In fiction and in Hollywood, the notion of the cat burglar is one to romanticize. Thieves look like Cary Grant, George Clooney, or Brad Pitt.
From “To Catch a Thief” to “Point Break,” burglars are either sexy thieves or charming – if not heroic – criminals.
In reality, of course, burglaries are invasive, distressing, and sometimes dangerous.
In 2015, burglars broke into more than 10 of every thousand homes in the US. The FBI estimates the total losses to burglaries at $4.5 billion that year.
The clearance rates for burglaries – the rate at which a crime is solved – was remarkably low at 13.1 percent.
In the same year, 2017, a burglary occurred every three minutes in Australia.
In all, burglars break into two out of every 100 homes in that sprawling country each year.
Three out of every four thieves caught in Australia say it took them less than five minutes to enter a propert.
Minimizing the risk of burglary
There is a wide range of measures you can take to prevent burglars from entering your home. But only you can decide, based on your circumstances, how much time and money to invest in protecting your home against invasion and theft
Here are some suggestions.
Involve Your Neighbors
One of the best security measures you can take is to get to know your neighbors. Ask them to keep an eye out for strangers around your house.
Convicted burglars say that one thing that would frustrate their plans was a nosey neighbor.
Install Burglar Alarms
Research in the US indicates that burglars are three times more likely to break into homes that are without a security system. Home security systems obviously deter would-be thieves.
Bringing audible attention to a break-in attempt is a foolproof way to avoid burglary.
If you can’t afford a good home security system, consider installing small, inexpensive alarms that issue a loud noise when triggered.
Get a Dog
Having a barking dog in the backyard or in your house will make robbers hesitate. Unless you get a Doberman or a Rottweiler, it’s not so much the fear of attack but the prospect of the barking that dissuades the would-be thief.
Some dogs have a natural instinct to protect their home and family. Those breeds make excellent guard dogs.
These include Akitas, Bull Mastiffs, German Shepherds, Dobermans, and Komondors, among many others.
Keep the Exterior of Your Home Well-Lit
Burglars don’t want to be seen. Do what you can to deny them the cover of darkness.
You want to have lighting on the exterior of your house that allows your neighbors to see a suspicious person within a hundred feet of your home.
Turn the light on over your front door at dusk, as well as any other lights near entry points to your home.
You can keep your energy bill down by installing a motion sensing light. These are not only incredibly effective, they are very easy to install… especially the solar powered variety. A pack of four costs just $35.00!
Remember, George Clooney will expect those lights on him as he sneaks in through your window or the backdoor, too!
Check the Hardware on Your Doors
The strike plate is the metal rectangle on the inside of the door. This is where the deadbolt or door latch locks when you shut it.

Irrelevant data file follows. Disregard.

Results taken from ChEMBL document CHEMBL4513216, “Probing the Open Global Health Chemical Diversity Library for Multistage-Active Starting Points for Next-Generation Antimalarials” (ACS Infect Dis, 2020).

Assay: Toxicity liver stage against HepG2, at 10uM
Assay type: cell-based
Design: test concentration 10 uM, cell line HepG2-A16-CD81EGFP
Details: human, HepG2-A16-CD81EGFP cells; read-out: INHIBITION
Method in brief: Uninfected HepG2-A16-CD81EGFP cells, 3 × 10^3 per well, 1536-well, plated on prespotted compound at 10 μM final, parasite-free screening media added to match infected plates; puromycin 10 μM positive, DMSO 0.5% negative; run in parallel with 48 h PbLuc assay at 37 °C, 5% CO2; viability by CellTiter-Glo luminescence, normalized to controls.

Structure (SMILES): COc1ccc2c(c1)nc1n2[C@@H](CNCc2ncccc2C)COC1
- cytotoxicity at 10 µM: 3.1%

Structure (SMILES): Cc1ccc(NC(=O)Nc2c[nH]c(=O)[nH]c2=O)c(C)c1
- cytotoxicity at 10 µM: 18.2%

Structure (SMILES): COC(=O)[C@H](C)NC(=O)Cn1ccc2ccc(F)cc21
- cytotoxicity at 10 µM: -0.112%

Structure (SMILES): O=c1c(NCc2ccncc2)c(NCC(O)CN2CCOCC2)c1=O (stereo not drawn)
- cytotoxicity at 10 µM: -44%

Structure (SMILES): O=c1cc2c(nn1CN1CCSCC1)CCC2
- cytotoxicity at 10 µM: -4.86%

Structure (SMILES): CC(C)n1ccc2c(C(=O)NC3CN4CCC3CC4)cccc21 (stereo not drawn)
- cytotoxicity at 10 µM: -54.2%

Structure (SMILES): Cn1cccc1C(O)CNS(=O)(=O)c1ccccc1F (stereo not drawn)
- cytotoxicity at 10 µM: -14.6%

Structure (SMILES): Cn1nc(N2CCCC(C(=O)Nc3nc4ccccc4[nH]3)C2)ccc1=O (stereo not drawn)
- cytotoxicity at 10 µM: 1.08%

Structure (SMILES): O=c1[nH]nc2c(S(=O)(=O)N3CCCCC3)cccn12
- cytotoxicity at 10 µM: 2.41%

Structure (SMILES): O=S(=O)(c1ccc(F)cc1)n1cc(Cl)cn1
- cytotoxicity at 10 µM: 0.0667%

When crooks kick in a door, the strike plate is often the part that gives way. If your home is older, the strike plate is likely worn or loose. Replace it now.
Give yourself those precious seconds to reach for the baseball bat if – and when – crooks do invite themselves into your home.
Also, remember to secure your outdoor valuables with updated hardware. We’d all like to think that a basic padlock or lock-and-key entry system would be adequate to protect valuables we keep outside of the house.
Unfortunately, clever thieves have outwitted those old-school systems. An outdoors security padlock alarm is the perfect lock for tool sheds, storage sheds, bikes, garages, gateways, campers, and trailers.
Watch What You Throw in the Rubbish Bin!
Burglars will case your house by checking for any big cardboard boxes in your rubbish. Cardboard appliance boxes sitting on your curb are an open invitation.
If you make any big purchases, make sure you cut up the cardboard box. Also, before you throw away any bills or bank or credit card statements, shred them to prevent identity theft.
Thieves will often rummage through your rubbish to find out what they can about you.
Get someone to collect your mail if you’re going away. Make a note of when important documents are likely to arrive and check your credit report once a year.
Beware Who You Let Into Your Home
Be careful who you let into your home. When you let someone into your home, you give them the opportunity to rob you right then and there.
Or else you permit them to scope out your valuables and prepare to come back later to steal them.
You need to be on guard when you hire service providers like contractors, cleaners, babysitters and repair people. While most people are honest, opportunity may tempt others. In fact, many burglaries and thefts are opportunistic.
Always ask for references and scrutinize documents thoroughly.
That may sound a tad paranoid, but would you rather the chance of a burglary, instead?
Deny Crooks The Opportunity
Burglars are criminals of opportunity. They will only target homes they can enter without detection. Sociologists say three common factors determine a burglary: time, noise, and visibility.
Burglars want to get in and out of a house fast. The longer it takes to enter a home, the more likely someone will notice and call the police.
This means the harder you make it for them to gain entry into your home, the better.
Think like a criminal. Case your own home.
Which areas require improved security the most?